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Choosing a Warehouse Order Picking Method

Originally published on June 13, 2023 by Erhan Musaoglu, Updated on June 13, 2023

No matter how big or small your B2B, DTC or hybrid warehouse is, one thing is true for all fulfillment operations: time is money. And the longer it takes to carry out a task, the more resources and money it inevitably costs your business.

Warehouse order picking is no exception. In fact, the process accounts for nearly 60% of all operational costs, making it one of the most crucial functions to evaluate when rooting out inefficiencies and optimizing fulfillment workflows.

That said, there are many picking strategies to choose from, and not all will be the right fit for your unique operation. Here are Logiwa’s key resources to help guide you through the various order picking methods, as well as identify the best approach for your business.

Overview of Warehouse Order Picking Methods

Warehouse order picking is the act of retrieving inventory within your distribution center. When done effectively, it increases throughput, profit margins, and the productivity of warehouse teams. It can even ensure you meet SLAs by streamlining the most critical process of your fulfillment operations.

For an overview on the impact picking efficiency has on warehouse profitability, common picking goals, and the pros and cons of each picking method, check out Logiwa’s comprehensive blog, “Warehouse Order Picking Methods: Everything You Need to Know.”

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Basic Order Picking Methods

If you’re just getting started implementing a picking strategy, it’s important to have a firm grasp of the various picking methods. Two of the simplest forms of warehouse order picking are order-based picking and cluster picking, both of which do not require specific warehouse planning in order to execute.

    • Order-Based Picking: This method has pickers go through each order and collect items on-by-one, whether it be for single-item order or multi-item orders. It takes the most time out of all the picking methods, but it often ensures less errors or product damage due to its simplicity.
    • Cluster Picking: This approach groups orders together based on specific criteria so that pickers can assemble items for multiple orders all at once. This requires workers to either immediately or eventually sort items into their respective orders, but it does result in more orders getting filled in fewer trips.

Learn more about these two methods in Logiwa’s blog, “U-Cell Approach to Put Wall Picking in High-Volume Warehouses“, or download, “A U-Cell Approach to Put-to-Wall Picking” to take cluster picking to the next level.

High-Efficiency Picking Methods

In order to meet the demands of modern ecommerce, many warehouses have turned to more strategic warehouse order picking methods. These high-efficiency approaches require up-front analyses and deliberate facility planning to yield competitive results and cost-savings.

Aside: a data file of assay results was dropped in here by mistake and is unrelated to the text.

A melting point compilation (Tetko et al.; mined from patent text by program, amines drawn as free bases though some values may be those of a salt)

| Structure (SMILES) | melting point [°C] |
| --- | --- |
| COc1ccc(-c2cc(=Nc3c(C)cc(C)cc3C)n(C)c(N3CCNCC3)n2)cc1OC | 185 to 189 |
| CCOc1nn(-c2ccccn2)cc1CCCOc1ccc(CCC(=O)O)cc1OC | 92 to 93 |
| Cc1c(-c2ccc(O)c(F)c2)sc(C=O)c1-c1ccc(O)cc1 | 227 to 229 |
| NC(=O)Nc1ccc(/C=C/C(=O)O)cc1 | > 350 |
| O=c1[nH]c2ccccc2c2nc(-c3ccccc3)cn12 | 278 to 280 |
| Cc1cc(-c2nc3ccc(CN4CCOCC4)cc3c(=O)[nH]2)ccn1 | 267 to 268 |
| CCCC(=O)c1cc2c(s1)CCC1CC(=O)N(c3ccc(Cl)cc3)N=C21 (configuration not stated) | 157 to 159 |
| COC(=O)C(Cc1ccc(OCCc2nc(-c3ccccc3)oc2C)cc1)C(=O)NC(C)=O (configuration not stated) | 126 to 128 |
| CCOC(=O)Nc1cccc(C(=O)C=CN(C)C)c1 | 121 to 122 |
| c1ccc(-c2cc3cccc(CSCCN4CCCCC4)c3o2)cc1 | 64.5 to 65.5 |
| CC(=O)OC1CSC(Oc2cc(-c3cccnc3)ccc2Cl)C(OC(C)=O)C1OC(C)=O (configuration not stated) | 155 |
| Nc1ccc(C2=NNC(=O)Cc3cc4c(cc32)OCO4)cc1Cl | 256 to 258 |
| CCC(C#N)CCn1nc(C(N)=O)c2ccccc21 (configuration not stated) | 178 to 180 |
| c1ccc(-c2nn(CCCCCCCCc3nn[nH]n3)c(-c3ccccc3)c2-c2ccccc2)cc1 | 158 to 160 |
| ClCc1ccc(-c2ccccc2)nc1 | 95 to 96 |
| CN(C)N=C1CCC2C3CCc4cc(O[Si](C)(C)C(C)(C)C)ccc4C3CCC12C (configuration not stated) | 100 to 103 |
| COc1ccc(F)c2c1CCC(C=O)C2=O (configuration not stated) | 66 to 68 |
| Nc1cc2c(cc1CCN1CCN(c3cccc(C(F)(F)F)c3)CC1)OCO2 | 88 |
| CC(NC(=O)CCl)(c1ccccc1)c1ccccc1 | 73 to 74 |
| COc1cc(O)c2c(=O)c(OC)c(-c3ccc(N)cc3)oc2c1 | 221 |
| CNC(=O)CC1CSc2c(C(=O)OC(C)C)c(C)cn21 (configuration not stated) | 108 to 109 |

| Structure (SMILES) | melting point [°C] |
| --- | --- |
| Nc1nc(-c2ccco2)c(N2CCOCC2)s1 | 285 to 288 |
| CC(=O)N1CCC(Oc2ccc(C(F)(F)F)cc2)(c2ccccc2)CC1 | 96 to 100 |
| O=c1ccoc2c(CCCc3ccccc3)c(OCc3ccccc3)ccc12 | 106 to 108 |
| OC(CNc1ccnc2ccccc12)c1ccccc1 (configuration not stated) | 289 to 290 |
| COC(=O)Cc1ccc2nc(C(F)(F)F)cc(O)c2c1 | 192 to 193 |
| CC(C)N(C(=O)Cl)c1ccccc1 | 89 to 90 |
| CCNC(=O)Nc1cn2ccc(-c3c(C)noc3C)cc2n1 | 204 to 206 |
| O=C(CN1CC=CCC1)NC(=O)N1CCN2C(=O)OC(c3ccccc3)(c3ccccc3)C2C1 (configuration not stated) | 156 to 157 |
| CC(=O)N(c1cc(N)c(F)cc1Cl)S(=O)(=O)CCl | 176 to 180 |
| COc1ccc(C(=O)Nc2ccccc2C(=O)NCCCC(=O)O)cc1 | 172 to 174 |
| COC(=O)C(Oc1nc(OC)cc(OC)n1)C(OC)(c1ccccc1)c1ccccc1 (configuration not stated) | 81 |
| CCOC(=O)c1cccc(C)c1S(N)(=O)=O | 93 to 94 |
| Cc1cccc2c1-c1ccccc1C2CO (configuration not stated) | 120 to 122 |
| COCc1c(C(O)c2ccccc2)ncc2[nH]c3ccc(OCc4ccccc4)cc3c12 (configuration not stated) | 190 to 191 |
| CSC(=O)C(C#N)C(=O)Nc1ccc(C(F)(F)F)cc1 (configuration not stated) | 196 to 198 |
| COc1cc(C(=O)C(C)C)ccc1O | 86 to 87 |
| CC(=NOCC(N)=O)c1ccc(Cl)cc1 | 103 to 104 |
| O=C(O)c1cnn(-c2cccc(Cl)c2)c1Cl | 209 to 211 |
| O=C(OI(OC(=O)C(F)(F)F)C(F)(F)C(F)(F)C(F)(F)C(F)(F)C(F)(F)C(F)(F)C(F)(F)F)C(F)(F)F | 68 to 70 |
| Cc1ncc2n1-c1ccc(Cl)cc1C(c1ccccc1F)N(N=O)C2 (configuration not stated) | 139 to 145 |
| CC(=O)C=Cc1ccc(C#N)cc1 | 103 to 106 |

• Wave Picking: Wave picking (another form of cluster picking) creates intervals, or “waves,” that align with specific criteria like shipment departure times, transportation methods, end-locations, and clients. It creates a boost in efficiency by prioritizing timelines and responsibly allocating resources.
    • Zone Picking: This strategy divides warehouses into specific zones and has workers pick orders only within their designated areas like an assembly line. This allows the picking process to be more efficient because it limits the amount of walking being done to retrieve orders while maximizing the number of orders getting processed at a time.
    • Smart Picking: Considered the leading technique for competitive order picking, this AI-based method factors in multiple order attributes in order to group and segment picking tasks for warehousing teams. It builds out pick jobs in a way that is highly optimized using smart algorithms and configurable software rules. Using smart warehouse order picking methods can save 58% of time spent on picking and 69% of the time spent on packing.

Check out the “Outlook Series Podcast: Logiwa DTC Picking Strategies” for deeper insights into each of these warehouse order picking strategies, the types of operations they best serve, and the various warehousing tools that help enhance them.

How to Choose Your Optimal Warehouse Picking Strategy

Unfortunately, there isn’t really a one-size-fits-all picking strategy for operations. However, knowing the pros and cons of each picking method, along with your own operational goals, can help you determine which direction to go. Moreover, you aren’t limited to picking just one strategy.

Using multiple approaches or layering criteria can have many positive impacts if you have the understanding and technology to manage them. Read Logiwa’s “Picking Strategies: In-Depth Comparison” to see three specific simulations (order based picking, cluster picking, and batch picking) and the total time needed to complete each. If you’re looking for an in-depth comparison between the leading order picking methods for DTC operations, download Logiwa’s guide, “Selecting the Best DTC Picking Strategy: Cluster Picking vs. Smart Picking.”

Logiwa is a leading provider of cloud fulfillment technology. Our industry-leading WMS uses smart picking algorithms to reduce fulfillment time by nearly 70%. Check out our video on Logiwa’s Smart Picking Strategies to see how our approach to inventory management can help transform your operations.

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